Too stressful for me!

  6. James P Hart says:

    Discovering new places is a great benefit.

    Add another month to the already two months and this month was in LA, the land of the car. Sure, the 20+ mile walk I did in one day was a tad draining, however, I wouldn’t have stumbled across a Frank Lloyd Wright designed home if I was driving. I now take a small camera with me most times and get some really cool photos of buildings or other unusual things.

  7. It’s pretty amazing what you notice when you step out of the car and get on a bike, or even step off the bike and start walking.

    It’s like turning up the resolution of life. What once was blurry now is clear as day.

  8. Nate says:

    I am so jealous! I would love to get rid of my car and save money. A serious lack in public transportation in my area keeps me from doing it. Anyway, very cool post and congrats!

  9. NomadicNeil says:

    It’s must be really difficult for North-Americans to get around without a car… I find travelling around the US a nightmare outside cities like San Fransisco and New York.

    I heard that most car journeys are short so you could get a bicycle in stead. Do you have bicycle lanes in Portland?

  10. Hey Sean!
    Congrats man!
    The benefit from working from home is that you dont need to travel much, heck, you can do groceries once a week and spend the entire week at home working on your projects.

    How are things coming along? 🙂

  11. Congrats Sean!

    It is nice to have a car on occasion but it has also made me lazy. Instead of walking or cycling, it is far too easy to just hop in the car.

    I will be selling my car also shortly. I think it will be the last one I own for a long, long time.

  12. Well done, I bet it’s freeing. Although my car costs no where near $500 a month you’ve inspired me to go as long as I can without replacing what I’m currently using. The 88 Maxima I drive is on it’s very last legs, has been for years, but the reality is finally hitting. When it does finally go, I don’t have much of a reason to get a new one but I think that really depends on people’s situation…not saying people can’t change their situation (job route, use of local vendors, etc) but it takes some change and for thought…both of which you’ve shown here!

    It would take some sacrifice at times, it would be quite a challenge to get home to my family for Christmas coming up if I didn’t have a car. Good work on finally offing the depreciating cash monster called a car.

  13. Matt SF says:

    Congrats, that’s a huge step! I wish I had the courage to do it myself.

    My friend Dave (who inspired me to write the “going carless” post) has saved around $8500 in 2009 just by ditching his car. His health has also improved since he’s nearly back to his college weight.

  14. Wow, saving $500/month will be huge!

    I take the bus to and from work now, for the past 2 years. I feel so free! And, chicks dig it!

    1. Sean says:

      @Matt SF $8500 is a lot of money! I am looking forward to seeing those savings myself! It is cool to see that he was actually able to get in better shape during the process.

      @Robert It definitely depends on your personal situation. I fully understand that it is much easier for some people to take the leap than others. Frankly, if I weren’t moving next month, it would have been MUCH more difficult for me to give up my car, so I am glad I had something to push me in that direction. Before I bought the newer car I had driven a 95 Subaru wagon for years, and as uncool as it might have been, I wish I had just hung on to it for another year. I grew to love the car, and I would have saved myself thousands of dollars. Lesson learned.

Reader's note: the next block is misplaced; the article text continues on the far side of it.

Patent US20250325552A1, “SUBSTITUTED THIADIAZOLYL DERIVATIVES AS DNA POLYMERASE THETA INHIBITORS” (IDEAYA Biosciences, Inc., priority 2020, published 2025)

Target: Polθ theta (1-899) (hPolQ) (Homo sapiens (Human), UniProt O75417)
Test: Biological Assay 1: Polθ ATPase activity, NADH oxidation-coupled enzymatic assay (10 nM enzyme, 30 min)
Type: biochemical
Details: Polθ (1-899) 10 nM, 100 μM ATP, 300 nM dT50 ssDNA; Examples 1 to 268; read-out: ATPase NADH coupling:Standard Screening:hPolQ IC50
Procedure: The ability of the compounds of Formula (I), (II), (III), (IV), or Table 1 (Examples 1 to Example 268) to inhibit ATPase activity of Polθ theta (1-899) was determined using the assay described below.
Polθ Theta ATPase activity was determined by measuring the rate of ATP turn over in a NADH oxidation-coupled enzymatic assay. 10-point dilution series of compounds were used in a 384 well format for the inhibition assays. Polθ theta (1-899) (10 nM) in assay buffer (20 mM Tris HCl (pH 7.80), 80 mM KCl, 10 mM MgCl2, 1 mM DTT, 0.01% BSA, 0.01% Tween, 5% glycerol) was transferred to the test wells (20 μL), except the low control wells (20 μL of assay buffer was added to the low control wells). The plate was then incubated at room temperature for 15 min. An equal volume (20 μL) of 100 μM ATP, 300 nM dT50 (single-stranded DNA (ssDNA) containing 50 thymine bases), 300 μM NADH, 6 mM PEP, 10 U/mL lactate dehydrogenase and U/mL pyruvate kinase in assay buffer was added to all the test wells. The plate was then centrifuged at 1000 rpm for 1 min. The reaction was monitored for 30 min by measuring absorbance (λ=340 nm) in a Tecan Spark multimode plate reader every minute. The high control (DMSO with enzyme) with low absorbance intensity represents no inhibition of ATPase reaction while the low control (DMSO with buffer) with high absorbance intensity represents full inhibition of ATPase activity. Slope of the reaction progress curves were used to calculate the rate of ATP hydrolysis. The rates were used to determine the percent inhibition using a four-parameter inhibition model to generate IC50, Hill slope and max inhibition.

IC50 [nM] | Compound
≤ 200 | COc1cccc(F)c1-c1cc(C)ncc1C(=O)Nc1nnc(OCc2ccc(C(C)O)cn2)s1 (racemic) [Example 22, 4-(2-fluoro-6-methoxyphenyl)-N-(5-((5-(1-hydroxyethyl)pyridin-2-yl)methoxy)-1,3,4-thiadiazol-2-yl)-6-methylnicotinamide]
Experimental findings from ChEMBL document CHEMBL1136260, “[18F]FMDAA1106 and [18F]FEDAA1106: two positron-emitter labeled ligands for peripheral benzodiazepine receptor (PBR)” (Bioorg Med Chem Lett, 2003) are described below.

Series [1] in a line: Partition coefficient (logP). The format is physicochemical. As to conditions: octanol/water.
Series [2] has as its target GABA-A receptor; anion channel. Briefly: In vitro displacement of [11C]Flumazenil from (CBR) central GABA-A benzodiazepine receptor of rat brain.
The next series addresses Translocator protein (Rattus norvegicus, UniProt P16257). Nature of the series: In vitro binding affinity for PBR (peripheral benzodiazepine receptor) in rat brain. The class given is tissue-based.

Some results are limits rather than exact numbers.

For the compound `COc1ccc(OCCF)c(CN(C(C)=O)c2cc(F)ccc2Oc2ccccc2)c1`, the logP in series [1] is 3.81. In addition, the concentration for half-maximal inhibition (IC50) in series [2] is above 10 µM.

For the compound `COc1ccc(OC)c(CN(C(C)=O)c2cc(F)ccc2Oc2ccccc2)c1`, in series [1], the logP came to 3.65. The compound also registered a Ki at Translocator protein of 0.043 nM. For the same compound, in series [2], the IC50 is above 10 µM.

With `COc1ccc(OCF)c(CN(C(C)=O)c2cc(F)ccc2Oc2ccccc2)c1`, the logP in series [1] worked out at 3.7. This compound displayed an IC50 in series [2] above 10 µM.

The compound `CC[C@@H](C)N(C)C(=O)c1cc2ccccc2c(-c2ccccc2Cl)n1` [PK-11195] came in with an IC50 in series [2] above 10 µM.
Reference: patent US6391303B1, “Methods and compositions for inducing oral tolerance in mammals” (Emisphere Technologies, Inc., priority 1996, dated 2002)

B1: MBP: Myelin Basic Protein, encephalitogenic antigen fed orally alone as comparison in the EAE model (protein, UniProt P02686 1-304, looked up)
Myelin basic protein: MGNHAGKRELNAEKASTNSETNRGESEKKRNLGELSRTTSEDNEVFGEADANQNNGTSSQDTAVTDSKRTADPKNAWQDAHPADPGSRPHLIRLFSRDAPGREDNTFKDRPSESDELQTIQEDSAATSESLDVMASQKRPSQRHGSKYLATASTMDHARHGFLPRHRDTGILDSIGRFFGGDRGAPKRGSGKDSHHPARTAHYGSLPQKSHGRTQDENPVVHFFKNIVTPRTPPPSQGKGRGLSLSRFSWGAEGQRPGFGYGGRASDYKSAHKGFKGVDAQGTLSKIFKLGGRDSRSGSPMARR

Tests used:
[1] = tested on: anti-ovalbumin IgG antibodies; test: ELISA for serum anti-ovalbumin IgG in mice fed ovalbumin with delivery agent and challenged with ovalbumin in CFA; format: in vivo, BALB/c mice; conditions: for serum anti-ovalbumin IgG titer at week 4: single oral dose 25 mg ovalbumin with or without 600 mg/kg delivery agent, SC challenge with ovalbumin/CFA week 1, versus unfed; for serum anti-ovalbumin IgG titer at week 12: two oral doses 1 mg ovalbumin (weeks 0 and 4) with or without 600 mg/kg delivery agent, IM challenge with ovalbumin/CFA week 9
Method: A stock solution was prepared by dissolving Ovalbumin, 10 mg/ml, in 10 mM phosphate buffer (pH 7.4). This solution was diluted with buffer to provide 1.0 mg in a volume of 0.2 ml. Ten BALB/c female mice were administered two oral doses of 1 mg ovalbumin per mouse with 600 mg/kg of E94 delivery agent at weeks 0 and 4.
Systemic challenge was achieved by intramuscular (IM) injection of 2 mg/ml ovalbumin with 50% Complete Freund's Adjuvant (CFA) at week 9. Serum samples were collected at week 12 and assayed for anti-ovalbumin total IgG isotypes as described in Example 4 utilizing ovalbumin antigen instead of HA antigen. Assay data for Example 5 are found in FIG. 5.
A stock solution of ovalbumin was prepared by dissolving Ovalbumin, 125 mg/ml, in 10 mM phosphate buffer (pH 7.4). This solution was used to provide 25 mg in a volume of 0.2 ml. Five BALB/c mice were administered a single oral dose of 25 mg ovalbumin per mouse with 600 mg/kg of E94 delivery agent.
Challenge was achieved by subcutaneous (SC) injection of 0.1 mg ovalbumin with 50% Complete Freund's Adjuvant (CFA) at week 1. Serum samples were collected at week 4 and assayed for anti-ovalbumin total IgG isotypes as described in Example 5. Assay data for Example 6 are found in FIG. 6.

@John I know exactly how you feel, I drove places that I never should have just out of the convenience.

      @Diggy That is both a good and bad thing! As I have been preparing for this, I have found myself being much less social, just because I can’t get out into some of the areas that my friends live as easily (think suburbs a 20 minute drive away), but I am still adapting!

      @Neil All things considered, Portland is probably one of the most bike friendly places in the country. Miles of bike lanes and bike paths, make getting around most of the city really easy. Now if only it didn’t rain so much…

      @James Keeping a camera with you to capture some of things you wouldn’t have seen otherwise is a really good idea. I think I may just take advantage of that this afternoon when I walk to the cell phone store to look into canceling my plan…

      @Colin I know all about that! Once I decided to sell my car, I was paranoid to drive it, thinking someone would hit it or it would break down. My life is much less stressful now that I don’t have to worry about it!

      @Baker Who needs a car, when you have a wealth of tuk tuks in your soon to be home!

      @Earl “Currency of Pad Thai” I love it! That is a great way of looking at things!

      @Chris It should definitely be an adventure, thanks for the continued support and inspiration!

  15. Dan says:

    I envy you, I can’t wait till I can get rid of my car. I enjoy driving them but owning them sucks, a small 125 moto would keep me very happy and I think I enjoy riding bikes more than cars anyway.

  16. NomadicNeil says:

    I’m surprised there aren’t more people on bikes here in Thailand… I feel a bit guilty on my moped.

    But I wouldn’t risk it in Bangkok… stick with the tuk-tuk.

  17. Alan says:

    I’ve been car-less for the last year and a half, and I’m hoping to stay that way for quite some time. I have to say, I do miss that car radio from time to time.

    Congrats on another step toward Asia!

  18. Pingback: Going Carless
  19. Steven Ponec says:

    Another Portlandian Carless. That’s great! 🙂
    Even living in a more spread out city like Salem, I think going carless would help with exercise, money, and being green.
    That’s great you did! I really don’t like owning a car.